Saturday, May 27, 2006

Market News and Updates


An Artist Impression of what the IR may look like

So at last the long-awaited rebound has occurred. From the starting bell all the way to the close of trading, the STI managed to stay above water, closing at 2,445.02, up 40.57 points. Stocks were mostly up but somehow, sentiment was still dented and trading interest remained cautious. Most of the plays focused on Keppel Land and Capitaland because of the impending IR bid announcement later in the afternoon. The former gained 32 cents (7.4%) to close at S$4.62 while Capitaland gained 10 cents (2.3%) to close at S$4.42. Incredibly, BOTH did NOT get the IR contract. Instead, Sands won the contract because their bid was considered the best for Singapore's development as a MICE (Meetings, Incentive Travel, Conferences and Exhibitions) hub. Imagine the ire of the people who thought either Keppel or Capitaland would win the IR bid ! Genting and Star Cruises never had much chance in the first place and so they wisely announced that they would concentrate their efforts on the Sentosa IR bid. Duh, is anyone surprised ?


Wow....nice relaxing spot for a tryst for two !

Banyan Tree also released their IPO to the public, hoping to raise S$407 million through the issuance of shares priced between 87 cents and $1.07. Banyan tree offers premium spas, resorts and hotels and their two most famous brands are Angsana resorts and Banyan Tree resorts. What a nice relaxing time one can have at such resorts, assuming one has the income level to support the "premium" pricing. The IPO will list on July 14 and this will be one of the more "relaxed" IPOs to hit the market. As long as you think trading in this counter is too frenetic, just visit their spas to chill out. As a shareholder I assume you will get discounts and special privileges for their spas and resorts ! Hey, after all, Prime REIT gave out Wisma cards to its shareholders offering them discounts and incentives. Hmm...wonder why SUNTEC REIT can't do that huh ? *Hint Hint*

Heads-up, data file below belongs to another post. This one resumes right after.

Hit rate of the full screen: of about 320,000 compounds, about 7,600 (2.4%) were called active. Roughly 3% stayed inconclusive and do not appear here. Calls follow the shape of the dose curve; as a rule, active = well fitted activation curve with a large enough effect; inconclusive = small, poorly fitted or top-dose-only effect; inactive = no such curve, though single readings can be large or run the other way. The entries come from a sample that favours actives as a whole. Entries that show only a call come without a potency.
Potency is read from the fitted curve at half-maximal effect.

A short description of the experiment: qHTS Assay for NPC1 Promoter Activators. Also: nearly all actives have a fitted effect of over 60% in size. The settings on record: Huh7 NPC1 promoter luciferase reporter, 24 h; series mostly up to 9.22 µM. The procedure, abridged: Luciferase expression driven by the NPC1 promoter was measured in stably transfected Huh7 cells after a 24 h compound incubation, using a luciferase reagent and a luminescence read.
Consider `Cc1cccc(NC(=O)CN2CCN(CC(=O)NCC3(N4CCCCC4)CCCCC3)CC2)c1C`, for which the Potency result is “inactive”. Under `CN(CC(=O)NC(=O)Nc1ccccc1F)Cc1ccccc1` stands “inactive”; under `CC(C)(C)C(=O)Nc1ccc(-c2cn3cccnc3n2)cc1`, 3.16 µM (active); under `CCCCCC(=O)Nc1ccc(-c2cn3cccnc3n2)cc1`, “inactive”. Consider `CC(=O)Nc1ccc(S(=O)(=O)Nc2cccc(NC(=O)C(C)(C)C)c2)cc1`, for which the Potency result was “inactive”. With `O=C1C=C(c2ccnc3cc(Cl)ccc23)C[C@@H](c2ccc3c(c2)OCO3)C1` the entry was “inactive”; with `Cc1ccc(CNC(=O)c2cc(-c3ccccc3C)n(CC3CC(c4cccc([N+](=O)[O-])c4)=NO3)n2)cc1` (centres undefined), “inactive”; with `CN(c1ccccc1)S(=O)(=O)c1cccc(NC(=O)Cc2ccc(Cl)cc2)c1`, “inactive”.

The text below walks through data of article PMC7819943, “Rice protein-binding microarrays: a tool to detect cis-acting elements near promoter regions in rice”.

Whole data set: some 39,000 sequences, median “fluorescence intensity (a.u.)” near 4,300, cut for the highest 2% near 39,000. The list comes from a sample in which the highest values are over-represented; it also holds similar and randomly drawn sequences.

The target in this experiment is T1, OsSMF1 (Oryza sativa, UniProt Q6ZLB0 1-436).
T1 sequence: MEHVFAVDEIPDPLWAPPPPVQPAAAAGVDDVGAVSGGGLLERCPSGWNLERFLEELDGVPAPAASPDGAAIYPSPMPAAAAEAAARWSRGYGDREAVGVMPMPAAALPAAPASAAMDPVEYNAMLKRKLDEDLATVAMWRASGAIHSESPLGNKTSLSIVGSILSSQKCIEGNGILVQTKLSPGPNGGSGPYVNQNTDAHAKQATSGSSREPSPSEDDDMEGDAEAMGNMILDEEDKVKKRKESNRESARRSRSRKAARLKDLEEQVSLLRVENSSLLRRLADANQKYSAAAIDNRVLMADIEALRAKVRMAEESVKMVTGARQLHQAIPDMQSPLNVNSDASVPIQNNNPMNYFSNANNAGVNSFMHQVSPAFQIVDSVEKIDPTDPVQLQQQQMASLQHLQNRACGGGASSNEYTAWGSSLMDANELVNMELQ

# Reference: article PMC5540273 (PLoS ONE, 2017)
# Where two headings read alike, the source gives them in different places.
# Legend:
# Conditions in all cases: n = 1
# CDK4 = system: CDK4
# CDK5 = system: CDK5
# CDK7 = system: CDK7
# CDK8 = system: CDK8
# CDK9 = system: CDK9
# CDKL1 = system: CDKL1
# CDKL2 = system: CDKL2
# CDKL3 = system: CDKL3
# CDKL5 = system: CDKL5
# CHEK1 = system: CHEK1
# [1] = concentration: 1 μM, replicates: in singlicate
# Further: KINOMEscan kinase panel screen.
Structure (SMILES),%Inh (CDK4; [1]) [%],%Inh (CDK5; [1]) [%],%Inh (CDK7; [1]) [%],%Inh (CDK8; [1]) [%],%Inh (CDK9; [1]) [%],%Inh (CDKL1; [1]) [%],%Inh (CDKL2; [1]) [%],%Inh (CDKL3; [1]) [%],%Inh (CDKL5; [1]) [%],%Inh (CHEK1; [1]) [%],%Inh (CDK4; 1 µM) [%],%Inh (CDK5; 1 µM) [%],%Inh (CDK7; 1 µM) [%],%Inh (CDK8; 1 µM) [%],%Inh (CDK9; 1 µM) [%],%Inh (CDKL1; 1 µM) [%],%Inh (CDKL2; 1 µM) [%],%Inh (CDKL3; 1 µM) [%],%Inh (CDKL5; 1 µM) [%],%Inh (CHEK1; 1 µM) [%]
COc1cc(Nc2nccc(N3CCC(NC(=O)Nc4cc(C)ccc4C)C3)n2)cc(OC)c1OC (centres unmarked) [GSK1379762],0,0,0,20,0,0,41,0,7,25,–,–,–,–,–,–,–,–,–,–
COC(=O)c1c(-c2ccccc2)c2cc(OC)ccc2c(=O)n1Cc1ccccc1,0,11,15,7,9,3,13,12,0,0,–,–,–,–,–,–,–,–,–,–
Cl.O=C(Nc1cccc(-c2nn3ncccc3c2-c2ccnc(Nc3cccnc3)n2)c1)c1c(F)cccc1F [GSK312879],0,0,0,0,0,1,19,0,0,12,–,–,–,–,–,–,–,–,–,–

BioSensors Analysis of Results and Market Reaction

Apparently, someone got wind of BioSensor's huge losses early yesterday and starting to sell down the counter. It dropped a whopping 21.5 cents from $1.03 to close at 81.5 cents, after touching a low of 71.5 cents. BioSensors is a company which makes drug-eluting stents and so a lot of money is pumped into research and development. From their Profit and Loss statement for FY 2006, their licensing revenues had dropped a massive 81% from US$50 million to a mere US$9.3 million. This drop in revenues was further compounded by the almost doubling of R&D costs to US$19 million from US$9.6 million. Their net loss of US$22 million was wider than analysts' most pessimistic expectations (they had expected it to be around US$11 million).

What we can learn from this is to always be wary of companies which spend large amounts on R&D and which have limited abilities to generate revenues. It's not that I don't believe in these companies and their prospects, but sometimes investors need to take a long hard look at a company and what is has been achieving all this time. It was inconceivable that a company which was making such a huge loss could actually trade at $1.03. The market realized this and adjusted its price accordingly to $0.815, and the downside risk is still there because of its under-performance. This also mirrors the example of Samudera Shipping, which saw its share price plunge about 10 cents due to a profit warning.

Moral of the story: You have to be wary and be knowledgeable about the companies you invest in. I am a believer of value investing and FA and I feel that a company with good growth and earnings visibility would not be sold down in the long term.

2 comments:

Anonymous said...

Strong company fundementals like Global Voice? kkkkkkkk

musicwhiz said...

I think if you look at the case of Global Voice, what they have is a strong network of fibre cables which are under-utilized. That alone should form the asset base for the company and allow it to use it to generate recurring revenues.

It's strange that no one made the same mention for Mediaring when it was still unprofitable. Now it is one of the first VoIP players to show a profit.

We buy shares for its future potential and its future earnings, that is also the idea of value investing.